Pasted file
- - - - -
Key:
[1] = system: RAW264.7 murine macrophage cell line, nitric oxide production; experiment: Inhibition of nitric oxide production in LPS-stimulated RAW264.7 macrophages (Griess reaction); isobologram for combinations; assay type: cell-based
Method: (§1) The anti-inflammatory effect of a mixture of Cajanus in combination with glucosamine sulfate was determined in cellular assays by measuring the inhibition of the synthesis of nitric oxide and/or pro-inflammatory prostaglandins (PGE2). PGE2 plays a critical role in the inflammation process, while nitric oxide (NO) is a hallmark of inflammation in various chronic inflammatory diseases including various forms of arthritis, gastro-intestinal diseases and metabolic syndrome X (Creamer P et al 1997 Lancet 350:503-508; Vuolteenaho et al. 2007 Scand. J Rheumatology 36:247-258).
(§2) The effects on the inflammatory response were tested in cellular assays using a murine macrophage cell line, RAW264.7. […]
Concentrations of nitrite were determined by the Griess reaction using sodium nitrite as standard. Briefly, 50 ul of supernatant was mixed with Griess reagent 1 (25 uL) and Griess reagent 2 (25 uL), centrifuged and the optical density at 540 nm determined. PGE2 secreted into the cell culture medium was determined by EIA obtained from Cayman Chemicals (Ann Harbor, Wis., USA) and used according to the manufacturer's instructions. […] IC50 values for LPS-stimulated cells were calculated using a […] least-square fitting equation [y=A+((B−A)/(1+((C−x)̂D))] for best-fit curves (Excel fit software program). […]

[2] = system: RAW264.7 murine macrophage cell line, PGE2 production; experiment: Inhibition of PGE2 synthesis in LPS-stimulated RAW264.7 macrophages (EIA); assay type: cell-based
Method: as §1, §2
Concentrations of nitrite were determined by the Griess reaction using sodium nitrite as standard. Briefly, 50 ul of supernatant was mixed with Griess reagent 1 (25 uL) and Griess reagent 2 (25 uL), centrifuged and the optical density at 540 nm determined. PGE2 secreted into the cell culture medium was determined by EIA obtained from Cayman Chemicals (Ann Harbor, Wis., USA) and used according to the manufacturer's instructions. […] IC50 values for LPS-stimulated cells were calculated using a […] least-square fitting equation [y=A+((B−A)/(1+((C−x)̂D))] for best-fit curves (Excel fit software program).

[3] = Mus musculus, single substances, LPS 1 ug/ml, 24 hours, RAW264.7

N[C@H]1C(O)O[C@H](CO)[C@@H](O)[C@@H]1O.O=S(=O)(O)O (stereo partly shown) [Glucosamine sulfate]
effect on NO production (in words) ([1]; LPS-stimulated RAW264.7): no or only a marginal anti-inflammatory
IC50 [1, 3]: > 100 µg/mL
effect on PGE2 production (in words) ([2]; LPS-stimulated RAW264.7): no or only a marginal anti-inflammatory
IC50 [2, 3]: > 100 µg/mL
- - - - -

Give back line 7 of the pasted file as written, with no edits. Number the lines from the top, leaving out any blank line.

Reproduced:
Method: as §1, §2